The NAFTA Secretariat posts the NAFTA treaty, Rules of Procedure and Decisions. More primary materials are available free from WorldTradeLaw.net

Lexis has lots of NAFTA materials, including NAFTA Panel Review Decisions (INTLAW;NAFDEC).

For more information and resources, see Basic Info and Online Sources for NAFTA and CAFTA Research by Francisco Avalos and Maureen Garmon. A bibliography of NAFTA-related materials was published in a 1993 issue of The Record (v.48 p.657). The Duke law library posts a research guide on NAFTA.

North American Free Trade Agreement

Find more information on North American Free Trade Agreement in relation to the Customs Trade Law in the legal Encyclopedias.

North American Free Trade Agreement and the International Trade Law

Introduction to North American Free Trade Agreement, 1994

In the context of the legal history: The North American Free Trade Agreement, known usually as NAFTA, is a free trade agreement among Canada, the United States, and Mexico. NAFTA went into effect on January 1, 1994. NAFTA is also used to refer to the tripartite trading bloc of North American countries.

Concept of North American Free Trade Agreement (NAFTA) in Foreign Trade

A definition of North American Free Trade Agreement (NAFTA) in relation with foreign trade is provided here: The formal agreement, or treaty, among Canada, Mexico, and the United States to promote trade amongst the three countries. It includes measures for the elimination of tariffs and nontariff barriers to trade, as well as numerous specific provisions concerning the conduct of trade and investment.

Resources

In the context of the legal history:

See Also

  • International Treaties
  • Multilateral Treaties

Resources

See Also

Further Reading

  • North American Free Trade Agreement entry in the Dictionary of International Trade Law (Raj Bhala)
  • North American Free Trade Agreement entry in the Gale Encyclopedia of U.S. Economic History (Thomas Carson; Mary Bonk)
  • North American Free Trade Agreement entry in the Dictionary of International Trade
  • North American Free Trade Agreement entry in the Dictionary of International Trade: Handbook of the Global Trade Community (Edward G. Hinkelman)

North American Free Trade Agreement (nafta) in the International Business Landscape

Definition of North American Free Trade Agreement (nafta) in the context of U.S. international business and public trade policy: Free trade area between Canada, Mexico, and the United States.

North American Free Trade Agreement (nafta) in the International Business Landscape

Definition of North American Free Trade Agreement (nafta) in the context of U.S. international business and public trade policy: A trade agreement removing trade barriers between the United States, Canada, and Mexico.

North American Free Trade Agreement: Open and Free Legal Research of US Law

Federal Primary Materials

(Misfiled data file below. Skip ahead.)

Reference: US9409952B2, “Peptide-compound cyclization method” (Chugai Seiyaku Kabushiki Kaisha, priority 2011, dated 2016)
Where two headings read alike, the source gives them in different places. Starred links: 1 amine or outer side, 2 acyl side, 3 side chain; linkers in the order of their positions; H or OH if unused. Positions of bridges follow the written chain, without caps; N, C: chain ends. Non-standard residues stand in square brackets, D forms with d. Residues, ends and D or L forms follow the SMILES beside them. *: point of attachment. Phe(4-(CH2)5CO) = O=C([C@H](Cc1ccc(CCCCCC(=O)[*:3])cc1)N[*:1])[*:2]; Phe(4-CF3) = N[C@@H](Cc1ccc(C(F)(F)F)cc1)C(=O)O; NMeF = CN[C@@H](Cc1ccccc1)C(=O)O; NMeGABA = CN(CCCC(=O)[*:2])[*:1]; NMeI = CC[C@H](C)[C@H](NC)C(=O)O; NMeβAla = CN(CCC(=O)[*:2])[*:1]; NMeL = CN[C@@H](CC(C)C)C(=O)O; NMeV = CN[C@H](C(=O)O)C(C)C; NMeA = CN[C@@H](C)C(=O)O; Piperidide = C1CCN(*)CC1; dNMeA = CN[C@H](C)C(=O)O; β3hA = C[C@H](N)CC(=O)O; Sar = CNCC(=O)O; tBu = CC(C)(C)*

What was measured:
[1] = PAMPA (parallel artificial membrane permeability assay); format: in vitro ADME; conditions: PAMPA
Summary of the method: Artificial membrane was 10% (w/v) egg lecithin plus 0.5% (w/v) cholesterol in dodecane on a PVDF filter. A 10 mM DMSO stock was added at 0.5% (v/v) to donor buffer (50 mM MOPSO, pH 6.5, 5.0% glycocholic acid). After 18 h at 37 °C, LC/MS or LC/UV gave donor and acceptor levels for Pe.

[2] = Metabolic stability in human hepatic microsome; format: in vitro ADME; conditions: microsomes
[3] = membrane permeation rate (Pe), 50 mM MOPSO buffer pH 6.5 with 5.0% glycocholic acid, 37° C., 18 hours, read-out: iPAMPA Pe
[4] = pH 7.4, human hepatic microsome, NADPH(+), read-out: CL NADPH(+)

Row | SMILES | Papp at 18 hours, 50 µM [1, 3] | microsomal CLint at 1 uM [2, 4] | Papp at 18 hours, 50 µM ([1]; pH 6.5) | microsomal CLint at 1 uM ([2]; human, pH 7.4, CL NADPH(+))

The U.S. federal government system consists of executive, legislative, and judicial branches, each of which creates information that can be the subject of legal research about North American Free Trade Agreement. This part provides references, in relation to North American Free Trade Agreement, to the legislative process, the federal judiciary, and the primary sources of federal law (cases, statutes, and regulations).

Federal primary materials about North American Free Trade Agreement by content types:

Laws and Regulations

US Constitution
Federal Statutory Codes and Legislation

Federal Case Law and Court Materials

U.S. Courts of Appeals
United States courts of appeals, inclouding bankruptcy courts and bankcruptcy appellate panels:

Federal Administrative Materials and Resources

Presidential Materials

Materials that emanate from the President’s lawmaking function include executive orders for officers in departments and agencies and proclamations for announcing ceremonial or commemorative policies. Presidential materials available include:

Executive Materials

Federal Legislative History Materials

Legislative history traces the legislative process of a particular bill (about North American Free Trade Agreement and other subjects) for the main purpose of determining the legislators’ intent behind the enactment of a law to explain or clarify ambiguities in the language or the perceived meaning of that law (about North American Free Trade Agreement or other topics), or locating the current status of a bill and monitoring its progress.

State Administrative Materials and Resources

State regulations are rules and procedures promulgated by state agencies (which may apply to North American Free Trade Agreement and other topics); they are a binding source of law. In addition to promulgating regulations, state administrative boards and agencies often have judicial or quasi-judicial authority and may issue administrative decisions affecting North American Free Trade Agreement. Finding these decisions can be challenging. In many cases, researchers about North American Free Trade Agreement should check state agency web sites for their regulations, decisions, forms, and other information of interest.

State rules and regulations are found in codes of regulations and administrative codes (official compilation of all rules and regulations, organized by subject matter). Search here:

State opinions of the Attorney General (official written advisory opinions on issues of state law related to North American Free Trade Agreement when formerly requested by a designated government officer):

Tools and Forms

Law in Other Regions